Five Women Wearing the Same Dress

By - Jun 1st, 2007 02:52 pm
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Writer/Director Alan Ball has met with considerable success in film and TV. His film American Beauty won an Academy Award while his TV series Six Feet Under garnered him two Golden Globes and no less than six Emmys. Before any of that, however, Ball earned a degree in theatre. In 1993 he wrote a comedy for the stage about a group of bridesmaids in Tennessee and Sunset Playhouse presents its production of that very play as the penultimate show of its season.

Bialystock and Bloom co-founder Jonathan West directs the Sunset production of Ball’s Five Women Wearing the Same Dress. It’s the story of five bridesmaids who seek refuge from a wedding reception in an upstairs bedroom. There’s very little plot here beyond the personalities of each of the women as they become better acquainted. While the character development feels a bit forced and an amateurish attempt to tie everything together with some of moral about the nature of love stains the ending, for the most part Ball lets the conversation between the five women become the play. Ball has a particularly shrewd sense of humor in language that is the real center of the comedy. Everything beyond the dialogue is just there to give it a place to be. A clever writer in his own right, West’s direction here has an interesting attention to detail and a particularly deft sense of how dialogue-centered comedy works on stage.

The cast consists almost entirely of the five young bridesmaids. Actresses reflect the relative ages of their characters pretty well, but there is a bit of confusion as to how old everyone is, as they all appear to be pretty much the same age: quite young, but not in high school. Southern accents also mar things a bit, as no one here manages an authentic accent for the entire length of the play. Other than that, the performances here are all noteworthy with a few instances of real comedic inspiration.

The bedroom belongs to Meredith Marlow: sister of the bride played by Victoria Hudziak. Hudziak is bitter and annoyed with the whole wedding and has escaped to her room in an effort to get at least mildly stoned so that the whole affair can be a bit more bearable. Hudziak holds the comedy of bitterness quite well, but very little can be done when Ball tries to fuse too much darkness into the character.

Before Meredith enters, Frances, the innocent, religious cousin of the bride, sneaks into the room to engage in a bit of physical comedy. Ball doesn’t provide very convincing depth for what is essentially a generic religious stereotype. Actress Nikki Hoch finds a sweet humanity in the character, nonetheless. Hoch’s comedic presence is subtle but powerfully effective whenever she’s onstage.

Not long after we meet Frances and Meredith, Trisha enters. Trisha is an old friend of the bride who is fiercely independent. Elizabeth M. Keefe plays Meredith in a magnetic performance. She’s had many men, but has never felt strongly enough about any of them to fall into a serious relationship. Trisha’s conversation with Tripp (played by a charismatic Darrel Cherney – the one guy in the story) seems a bit unnecessary. Throwing a guy into the play seems to have been a weak attempt at tying things up in a quaint resolution at the end. However, Keefe and Cherney have more than enough chemistry to make the scene work. Their delicate verbal tango is fun to watch, but that doesn’t make it seem any more important to the story.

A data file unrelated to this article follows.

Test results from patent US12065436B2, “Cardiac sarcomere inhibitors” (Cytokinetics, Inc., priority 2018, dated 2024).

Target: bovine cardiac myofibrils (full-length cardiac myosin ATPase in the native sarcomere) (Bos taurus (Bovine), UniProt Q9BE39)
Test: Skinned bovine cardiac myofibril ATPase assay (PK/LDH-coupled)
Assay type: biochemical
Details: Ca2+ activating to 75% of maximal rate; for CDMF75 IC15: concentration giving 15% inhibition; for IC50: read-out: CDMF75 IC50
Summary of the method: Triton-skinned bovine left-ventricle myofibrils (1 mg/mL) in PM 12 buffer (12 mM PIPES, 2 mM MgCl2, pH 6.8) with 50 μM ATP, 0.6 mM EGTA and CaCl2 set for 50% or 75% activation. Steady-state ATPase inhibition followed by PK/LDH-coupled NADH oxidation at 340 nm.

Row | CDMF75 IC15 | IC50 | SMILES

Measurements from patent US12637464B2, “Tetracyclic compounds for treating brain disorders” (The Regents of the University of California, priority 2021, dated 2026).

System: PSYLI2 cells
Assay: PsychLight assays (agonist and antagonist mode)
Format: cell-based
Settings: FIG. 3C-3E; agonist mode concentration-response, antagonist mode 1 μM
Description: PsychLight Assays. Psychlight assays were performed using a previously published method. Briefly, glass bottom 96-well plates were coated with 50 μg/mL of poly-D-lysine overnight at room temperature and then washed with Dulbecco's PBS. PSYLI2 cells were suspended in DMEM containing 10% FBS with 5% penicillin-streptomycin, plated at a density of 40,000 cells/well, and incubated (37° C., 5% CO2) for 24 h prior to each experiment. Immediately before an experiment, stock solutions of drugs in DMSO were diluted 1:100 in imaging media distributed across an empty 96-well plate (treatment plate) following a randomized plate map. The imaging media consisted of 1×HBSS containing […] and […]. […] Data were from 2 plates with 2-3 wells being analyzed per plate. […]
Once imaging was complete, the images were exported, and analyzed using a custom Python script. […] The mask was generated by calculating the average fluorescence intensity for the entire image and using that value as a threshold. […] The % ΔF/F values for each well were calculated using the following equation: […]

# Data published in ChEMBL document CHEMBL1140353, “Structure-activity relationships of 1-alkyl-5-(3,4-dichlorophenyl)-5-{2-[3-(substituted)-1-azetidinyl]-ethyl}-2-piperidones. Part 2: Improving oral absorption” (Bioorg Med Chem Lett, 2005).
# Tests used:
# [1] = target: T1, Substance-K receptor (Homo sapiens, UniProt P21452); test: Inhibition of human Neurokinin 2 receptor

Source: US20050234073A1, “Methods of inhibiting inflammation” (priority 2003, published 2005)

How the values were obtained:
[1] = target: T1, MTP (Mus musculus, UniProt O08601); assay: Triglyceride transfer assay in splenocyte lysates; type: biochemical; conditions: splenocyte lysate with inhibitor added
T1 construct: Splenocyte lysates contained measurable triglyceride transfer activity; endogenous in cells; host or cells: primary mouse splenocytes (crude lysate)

Making her professional theatre debut, Shannon Nettesheim plays Georganne, a friend of the bride from high school. This is a strange moment in Georganne’s life and Nettesheim plays it with a real sense of strength. She has a very natural sense for comedy. It’ll be interesting to see her in future productions around Milwaukee.

Marilou F. Davido rounds out the central cast of the play as Mindy, the clumsy lesbian sister of the bride. Davido, who played the title role in Sunset’s production of Sylvia some time ago, has a presence that has made her a star in leading roles in the past. Here she seems just as comfortable as part of an ensemble as she is at the center of the stage.

Technical aspects of the play were up to the Sunset’s usual standards. J Michael Desper’s set is beautiful. Desper makes full use of the entire stage. This isn’t just the bedroom of some suburban home in Knoxville, Tennessee – this is a massive thing that is almost an apartment in and of itself. It’s not that hard to picture how big the rest of the house is and, consequently, how big the wedding must have been. Ray Dobeck’s costume design is a bit reserved. In the script, so much is made of how awful the bridesmaid’s dresses are. Depending on the wedding, bridesmaid’s dresses range from being reasonably elegant to being some of the most ridiculous looking things ever designed. Here they actually look pretty comfortable and functional. It would have been nice if Dobeck gone with something much more ostentatious as that little bit of comedic opportunity seems to have been missed. Regardless of that minor detail, the play is worth rushing out to Elm Grove to see. It does drag a bit at the end, but Five Women is a great deal of fun. VS

Sunset Playhouse’s production of Five Women Wearing the Same Dress runs now through June 16th in Elm Grove. Tickets are available by calling the box office at 262-782-4430 or online at www.sunsetplayhouse.com.

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